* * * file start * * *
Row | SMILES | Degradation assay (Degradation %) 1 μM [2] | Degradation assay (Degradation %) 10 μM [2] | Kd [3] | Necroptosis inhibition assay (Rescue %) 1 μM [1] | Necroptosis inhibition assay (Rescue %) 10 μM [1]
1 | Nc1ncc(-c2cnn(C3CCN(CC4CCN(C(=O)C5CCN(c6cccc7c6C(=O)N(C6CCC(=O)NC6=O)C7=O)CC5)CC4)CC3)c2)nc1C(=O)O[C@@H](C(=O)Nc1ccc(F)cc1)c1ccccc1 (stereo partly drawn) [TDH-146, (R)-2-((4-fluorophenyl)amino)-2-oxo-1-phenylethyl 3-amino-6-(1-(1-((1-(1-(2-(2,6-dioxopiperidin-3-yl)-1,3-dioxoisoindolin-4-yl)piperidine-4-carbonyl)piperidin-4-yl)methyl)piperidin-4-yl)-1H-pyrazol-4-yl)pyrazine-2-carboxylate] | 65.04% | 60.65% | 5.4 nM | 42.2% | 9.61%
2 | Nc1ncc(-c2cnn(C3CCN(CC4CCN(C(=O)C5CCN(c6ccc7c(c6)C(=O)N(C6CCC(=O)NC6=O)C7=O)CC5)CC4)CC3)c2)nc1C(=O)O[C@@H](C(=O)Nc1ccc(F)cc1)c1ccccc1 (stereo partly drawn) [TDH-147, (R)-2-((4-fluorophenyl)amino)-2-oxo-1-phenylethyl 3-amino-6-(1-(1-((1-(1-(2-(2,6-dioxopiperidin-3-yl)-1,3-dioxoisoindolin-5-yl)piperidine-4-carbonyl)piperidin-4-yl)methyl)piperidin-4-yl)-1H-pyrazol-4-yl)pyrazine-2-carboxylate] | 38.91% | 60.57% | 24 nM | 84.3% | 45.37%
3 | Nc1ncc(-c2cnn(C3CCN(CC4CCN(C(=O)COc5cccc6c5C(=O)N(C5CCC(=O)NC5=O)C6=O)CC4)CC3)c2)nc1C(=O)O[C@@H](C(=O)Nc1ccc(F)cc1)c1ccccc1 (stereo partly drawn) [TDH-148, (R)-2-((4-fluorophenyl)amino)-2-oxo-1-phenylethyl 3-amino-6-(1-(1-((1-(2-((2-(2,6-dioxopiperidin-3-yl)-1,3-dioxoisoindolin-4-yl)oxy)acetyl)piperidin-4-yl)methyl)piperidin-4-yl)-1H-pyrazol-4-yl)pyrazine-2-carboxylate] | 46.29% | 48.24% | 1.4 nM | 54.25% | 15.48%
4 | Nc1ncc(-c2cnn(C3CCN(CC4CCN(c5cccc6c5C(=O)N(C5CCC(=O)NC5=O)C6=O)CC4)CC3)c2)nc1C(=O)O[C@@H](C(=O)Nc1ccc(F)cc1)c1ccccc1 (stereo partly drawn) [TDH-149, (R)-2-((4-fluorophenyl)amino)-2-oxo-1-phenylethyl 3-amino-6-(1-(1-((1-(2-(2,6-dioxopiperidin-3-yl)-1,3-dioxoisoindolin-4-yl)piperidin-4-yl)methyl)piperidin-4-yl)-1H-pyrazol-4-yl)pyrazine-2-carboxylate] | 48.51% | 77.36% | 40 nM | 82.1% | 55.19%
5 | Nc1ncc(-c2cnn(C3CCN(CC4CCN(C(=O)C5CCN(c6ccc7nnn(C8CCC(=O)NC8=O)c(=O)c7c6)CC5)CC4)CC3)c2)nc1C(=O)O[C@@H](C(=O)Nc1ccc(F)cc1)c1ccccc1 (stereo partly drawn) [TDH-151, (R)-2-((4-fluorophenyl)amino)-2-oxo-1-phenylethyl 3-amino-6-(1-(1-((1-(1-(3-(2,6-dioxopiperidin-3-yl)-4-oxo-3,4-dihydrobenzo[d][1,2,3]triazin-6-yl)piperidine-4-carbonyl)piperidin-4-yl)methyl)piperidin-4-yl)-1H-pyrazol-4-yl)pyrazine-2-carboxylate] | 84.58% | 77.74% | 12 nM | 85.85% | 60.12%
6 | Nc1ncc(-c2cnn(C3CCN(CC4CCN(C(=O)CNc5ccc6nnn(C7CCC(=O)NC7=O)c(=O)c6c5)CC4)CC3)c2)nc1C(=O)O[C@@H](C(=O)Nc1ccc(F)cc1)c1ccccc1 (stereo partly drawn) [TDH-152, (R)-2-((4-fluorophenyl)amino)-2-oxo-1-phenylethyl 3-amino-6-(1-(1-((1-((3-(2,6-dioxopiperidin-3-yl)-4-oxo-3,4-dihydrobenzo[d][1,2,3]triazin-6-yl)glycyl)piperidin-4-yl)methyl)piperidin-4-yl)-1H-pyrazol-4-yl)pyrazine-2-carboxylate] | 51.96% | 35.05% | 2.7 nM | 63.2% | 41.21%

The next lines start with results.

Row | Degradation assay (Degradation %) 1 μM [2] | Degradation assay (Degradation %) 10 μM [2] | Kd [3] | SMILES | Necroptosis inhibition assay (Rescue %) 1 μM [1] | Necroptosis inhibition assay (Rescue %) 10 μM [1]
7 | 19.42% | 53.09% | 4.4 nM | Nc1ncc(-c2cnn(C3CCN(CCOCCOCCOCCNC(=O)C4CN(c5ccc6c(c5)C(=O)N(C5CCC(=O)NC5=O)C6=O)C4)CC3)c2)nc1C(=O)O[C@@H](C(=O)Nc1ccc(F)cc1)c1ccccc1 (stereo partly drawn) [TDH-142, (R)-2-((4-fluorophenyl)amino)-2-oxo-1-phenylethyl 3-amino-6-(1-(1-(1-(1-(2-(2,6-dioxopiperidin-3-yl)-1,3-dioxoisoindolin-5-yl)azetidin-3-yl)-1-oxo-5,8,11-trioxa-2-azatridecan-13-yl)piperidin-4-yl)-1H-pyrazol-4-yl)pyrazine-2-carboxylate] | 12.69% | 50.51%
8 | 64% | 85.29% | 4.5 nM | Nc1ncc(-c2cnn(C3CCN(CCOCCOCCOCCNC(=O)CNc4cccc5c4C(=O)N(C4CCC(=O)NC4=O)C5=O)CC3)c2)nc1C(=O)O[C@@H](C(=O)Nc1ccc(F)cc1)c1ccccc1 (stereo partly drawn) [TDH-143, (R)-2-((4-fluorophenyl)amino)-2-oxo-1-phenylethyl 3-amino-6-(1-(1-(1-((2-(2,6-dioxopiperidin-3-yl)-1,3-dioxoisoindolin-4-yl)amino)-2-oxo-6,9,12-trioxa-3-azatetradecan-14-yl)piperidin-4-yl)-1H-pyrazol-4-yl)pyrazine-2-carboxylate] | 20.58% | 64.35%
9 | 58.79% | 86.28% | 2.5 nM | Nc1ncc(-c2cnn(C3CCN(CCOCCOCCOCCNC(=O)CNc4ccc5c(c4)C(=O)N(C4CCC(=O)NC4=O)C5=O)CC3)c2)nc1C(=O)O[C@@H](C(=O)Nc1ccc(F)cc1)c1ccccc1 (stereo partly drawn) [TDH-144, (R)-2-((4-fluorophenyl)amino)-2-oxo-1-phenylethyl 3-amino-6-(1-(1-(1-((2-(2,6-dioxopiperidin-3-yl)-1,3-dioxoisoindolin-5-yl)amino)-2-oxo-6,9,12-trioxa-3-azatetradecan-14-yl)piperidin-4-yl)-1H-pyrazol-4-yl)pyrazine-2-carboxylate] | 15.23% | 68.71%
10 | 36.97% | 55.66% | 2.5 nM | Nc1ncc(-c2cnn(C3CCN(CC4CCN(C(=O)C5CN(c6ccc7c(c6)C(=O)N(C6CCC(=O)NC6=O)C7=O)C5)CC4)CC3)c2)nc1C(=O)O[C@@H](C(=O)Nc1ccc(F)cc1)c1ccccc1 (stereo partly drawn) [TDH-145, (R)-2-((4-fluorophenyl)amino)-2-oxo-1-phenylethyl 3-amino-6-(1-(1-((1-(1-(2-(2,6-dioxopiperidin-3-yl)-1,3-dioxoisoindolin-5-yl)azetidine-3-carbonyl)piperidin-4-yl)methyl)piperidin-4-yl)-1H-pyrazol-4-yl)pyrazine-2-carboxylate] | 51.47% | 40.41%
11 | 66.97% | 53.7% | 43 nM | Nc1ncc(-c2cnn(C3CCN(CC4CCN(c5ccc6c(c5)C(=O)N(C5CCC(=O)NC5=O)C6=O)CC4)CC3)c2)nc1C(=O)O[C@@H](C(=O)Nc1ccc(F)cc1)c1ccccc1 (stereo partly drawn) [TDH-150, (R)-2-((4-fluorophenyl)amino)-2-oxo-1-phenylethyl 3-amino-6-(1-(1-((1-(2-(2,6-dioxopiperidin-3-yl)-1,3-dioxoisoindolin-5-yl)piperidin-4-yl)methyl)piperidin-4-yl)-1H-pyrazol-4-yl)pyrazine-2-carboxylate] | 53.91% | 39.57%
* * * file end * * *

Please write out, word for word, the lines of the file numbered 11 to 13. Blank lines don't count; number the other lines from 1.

8 | 64% | 85.29% | 4.5 nM | Nc1ncc(-c2cnn(C3CCN(CCOCCOCCOCCNC(=O)CNc4cccc5c4C(=O)N(C4CCC(=O)NC4=O)C5=O)CC3)c2)nc1C(=O)O[C@@H](C(=O)Nc1ccc(F)cc1)c1ccccc1 (stereo partly drawn) [TDH-143, (R)-2-((4-fluorophenyl)amino)-2-oxo-1-phenylethyl 3-amino-6-(1-(1-(1-((2-(2,6-dioxopiperidin-3-yl)-1,3-dioxoisoindolin-4-yl)amino)-2-oxo-6,9,12-trioxa-3-azatetradecan-14-yl)piperidin-4-yl)-1H-pyrazol-4-yl)pyrazine-2-carboxylate] | 20.58% | 64.35%
9 | 58.79% | 86.28% | 2.5 nM | Nc1ncc(-c2cnn(C3CCN(CCOCCOCCOCCNC(=O)CNc4ccc5c(c4)C(=O)N(C4CCC(=O)NC4=O)C5=O)CC3)c2)nc1C(=O)O[C@@H](C(=O)Nc1ccc(F)cc1)c1ccccc1 (stereo partly drawn) [TDH-144, (R)-2-((4-fluorophenyl)amino)-2-oxo-1-phenylethyl 3-amino-6-(1-(1-(1-((2-(2,6-dioxopiperidin-3-yl)-1,3-dioxoisoindolin-5-yl)amino)-2-oxo-6,9,12-trioxa-3-azatetradecan-14-yl)piperidin-4-yl)-1H-pyrazol-4-yl)pyrazine-2-carboxylate] | 15.23% | 68.71%
10 | 36.97% | 55.66% | 2.5 nM | Nc1ncc(-c2cnn(C3CCN(CC4CCN(C(=O)C5CN(c6ccc7c(c6)C(=O)N(C6CCC(=O)NC6=O)C7=O)C5)CC4)CC3)c2)nc1C(=O)O[C@@H](C(=O)Nc1ccc(F)cc1)c1ccccc1 (stereo partly drawn) [TDH-145, (R)-2-((4-fluorophenyl)amino)-2-oxo-1-phenylethyl 3-amino-6-(1-(1-((1-(1-(2-(2,6-dioxopiperidin-3-yl)-1,3-dioxoisoindolin-5-yl)azetidine-3-carbonyl)piperidin-4-yl)methyl)piperidin-4-yl)-1H-pyrazol-4-yl)pyrazine-2-carboxylate] | 51.47% | 40.41%